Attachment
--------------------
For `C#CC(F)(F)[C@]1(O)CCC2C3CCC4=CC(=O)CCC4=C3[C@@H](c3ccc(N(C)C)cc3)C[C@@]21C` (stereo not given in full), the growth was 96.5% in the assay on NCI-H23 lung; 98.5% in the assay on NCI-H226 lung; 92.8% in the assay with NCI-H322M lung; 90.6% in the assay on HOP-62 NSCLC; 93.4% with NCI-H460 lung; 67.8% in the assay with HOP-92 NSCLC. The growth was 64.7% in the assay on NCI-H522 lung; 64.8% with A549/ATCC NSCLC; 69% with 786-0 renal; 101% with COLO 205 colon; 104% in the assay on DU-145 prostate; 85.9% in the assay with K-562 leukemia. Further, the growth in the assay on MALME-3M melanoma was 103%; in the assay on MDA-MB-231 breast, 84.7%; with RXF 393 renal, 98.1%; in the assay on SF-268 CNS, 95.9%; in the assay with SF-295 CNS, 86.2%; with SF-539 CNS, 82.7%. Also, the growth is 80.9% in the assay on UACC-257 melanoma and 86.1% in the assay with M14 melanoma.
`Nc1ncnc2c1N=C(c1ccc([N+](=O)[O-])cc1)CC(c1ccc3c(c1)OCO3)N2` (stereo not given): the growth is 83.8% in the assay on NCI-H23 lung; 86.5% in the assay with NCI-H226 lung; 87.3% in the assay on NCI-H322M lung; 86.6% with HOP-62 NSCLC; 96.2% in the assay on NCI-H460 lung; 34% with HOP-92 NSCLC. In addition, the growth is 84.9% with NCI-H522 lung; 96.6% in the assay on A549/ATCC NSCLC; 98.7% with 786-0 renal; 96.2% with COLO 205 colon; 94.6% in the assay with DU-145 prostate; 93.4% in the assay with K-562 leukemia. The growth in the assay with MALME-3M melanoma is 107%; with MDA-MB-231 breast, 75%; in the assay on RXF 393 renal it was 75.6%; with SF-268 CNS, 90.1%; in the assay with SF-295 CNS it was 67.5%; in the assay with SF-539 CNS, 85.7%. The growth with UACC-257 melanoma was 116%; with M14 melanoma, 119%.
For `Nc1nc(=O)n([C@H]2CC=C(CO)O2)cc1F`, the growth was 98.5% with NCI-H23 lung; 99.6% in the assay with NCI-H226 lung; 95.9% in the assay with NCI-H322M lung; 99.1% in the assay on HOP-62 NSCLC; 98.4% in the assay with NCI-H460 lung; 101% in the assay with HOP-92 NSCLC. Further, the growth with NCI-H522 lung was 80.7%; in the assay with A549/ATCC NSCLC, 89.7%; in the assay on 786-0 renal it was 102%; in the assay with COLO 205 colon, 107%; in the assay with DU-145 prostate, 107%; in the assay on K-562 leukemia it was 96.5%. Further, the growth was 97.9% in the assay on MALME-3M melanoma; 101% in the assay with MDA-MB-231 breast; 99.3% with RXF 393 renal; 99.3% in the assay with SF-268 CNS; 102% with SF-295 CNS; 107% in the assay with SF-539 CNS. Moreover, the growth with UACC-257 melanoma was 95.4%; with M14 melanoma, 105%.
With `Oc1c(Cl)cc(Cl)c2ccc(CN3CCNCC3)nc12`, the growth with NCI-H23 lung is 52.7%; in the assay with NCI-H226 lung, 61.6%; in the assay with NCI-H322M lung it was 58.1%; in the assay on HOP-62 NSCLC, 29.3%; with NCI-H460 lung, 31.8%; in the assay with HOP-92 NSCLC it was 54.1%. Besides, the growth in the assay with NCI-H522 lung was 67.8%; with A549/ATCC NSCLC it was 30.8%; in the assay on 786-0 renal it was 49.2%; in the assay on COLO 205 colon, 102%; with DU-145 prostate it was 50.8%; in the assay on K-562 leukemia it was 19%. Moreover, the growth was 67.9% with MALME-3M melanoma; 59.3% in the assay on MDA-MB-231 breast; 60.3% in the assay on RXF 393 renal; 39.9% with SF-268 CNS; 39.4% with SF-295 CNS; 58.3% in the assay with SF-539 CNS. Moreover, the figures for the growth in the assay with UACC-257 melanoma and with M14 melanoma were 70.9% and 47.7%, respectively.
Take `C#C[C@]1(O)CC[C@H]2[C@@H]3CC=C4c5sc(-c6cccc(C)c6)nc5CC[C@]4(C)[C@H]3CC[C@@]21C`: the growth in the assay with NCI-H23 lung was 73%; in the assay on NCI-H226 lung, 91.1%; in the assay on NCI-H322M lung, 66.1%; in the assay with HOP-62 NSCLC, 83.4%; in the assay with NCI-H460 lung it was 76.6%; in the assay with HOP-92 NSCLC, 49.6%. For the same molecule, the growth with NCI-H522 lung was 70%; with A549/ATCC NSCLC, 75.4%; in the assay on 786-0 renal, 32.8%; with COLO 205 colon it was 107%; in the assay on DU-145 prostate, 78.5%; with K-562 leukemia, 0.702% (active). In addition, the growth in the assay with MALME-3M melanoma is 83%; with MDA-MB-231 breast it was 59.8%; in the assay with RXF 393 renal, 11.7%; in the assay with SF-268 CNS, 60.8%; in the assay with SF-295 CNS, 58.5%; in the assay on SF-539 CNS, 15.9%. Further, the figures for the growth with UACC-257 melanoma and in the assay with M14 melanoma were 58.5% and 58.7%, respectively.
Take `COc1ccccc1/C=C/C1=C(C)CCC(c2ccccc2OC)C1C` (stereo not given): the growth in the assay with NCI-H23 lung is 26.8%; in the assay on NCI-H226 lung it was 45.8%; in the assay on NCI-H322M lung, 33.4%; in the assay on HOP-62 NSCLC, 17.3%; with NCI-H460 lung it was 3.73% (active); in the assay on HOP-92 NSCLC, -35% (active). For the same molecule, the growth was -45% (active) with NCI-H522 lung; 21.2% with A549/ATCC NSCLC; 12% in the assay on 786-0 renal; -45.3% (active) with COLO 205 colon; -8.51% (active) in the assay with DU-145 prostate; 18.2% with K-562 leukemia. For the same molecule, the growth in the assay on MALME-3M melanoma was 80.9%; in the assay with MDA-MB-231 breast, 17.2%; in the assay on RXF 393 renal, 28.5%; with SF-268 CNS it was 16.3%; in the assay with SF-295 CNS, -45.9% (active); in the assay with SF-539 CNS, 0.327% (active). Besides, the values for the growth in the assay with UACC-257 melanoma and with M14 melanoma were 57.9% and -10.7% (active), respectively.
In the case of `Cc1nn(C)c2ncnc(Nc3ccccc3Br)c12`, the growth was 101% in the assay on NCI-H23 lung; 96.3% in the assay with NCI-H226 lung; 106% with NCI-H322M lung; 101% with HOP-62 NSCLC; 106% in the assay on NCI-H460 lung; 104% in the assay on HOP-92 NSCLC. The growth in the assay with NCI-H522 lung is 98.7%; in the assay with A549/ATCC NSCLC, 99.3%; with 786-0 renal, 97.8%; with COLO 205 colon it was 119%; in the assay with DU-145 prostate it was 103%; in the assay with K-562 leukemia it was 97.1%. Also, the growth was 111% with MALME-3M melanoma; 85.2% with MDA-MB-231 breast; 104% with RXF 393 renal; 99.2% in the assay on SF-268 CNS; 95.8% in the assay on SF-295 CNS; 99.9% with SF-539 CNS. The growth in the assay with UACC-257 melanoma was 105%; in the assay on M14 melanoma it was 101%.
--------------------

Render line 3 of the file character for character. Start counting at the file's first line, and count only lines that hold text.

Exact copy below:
For `Nc1nc(=O)n([C@H]2CC=C(CO)O2)cc1F`, the growth was 98.5% with NCI-H23 lung; 99.6% in the assay with NCI-H226 lung; 95.9% in the assay with NCI-H322M lung; 99.1% in the assay on HOP-62 NSCLC; 98.4% in the assay with NCI-H460 lung; 101% in the assay with HOP-92 NSCLC. Further, the growth with NCI-H522 lung was 80.7%; in the assay with A549/ATCC NSCLC, 89.7%; in the assay on 786-0 renal it was 102%; in the assay with COLO 205 colon, 107%; in the assay with DU-145 prostate, 107%; in the assay on K-562 leukemia it was 96.5%. Further, the growth was 97.9% in the assay on MALME-3M melanoma; 101% in the assay with MDA-MB-231 breast; 99.3% with RXF 393 renal; 99.3% in the assay with SF-268 CNS; 102% with SF-295 CNS; 107% in the assay with SF-539 CNS. Moreover, the growth with UACC-257 melanoma was 95.4%; with M14 melanoma, 105%.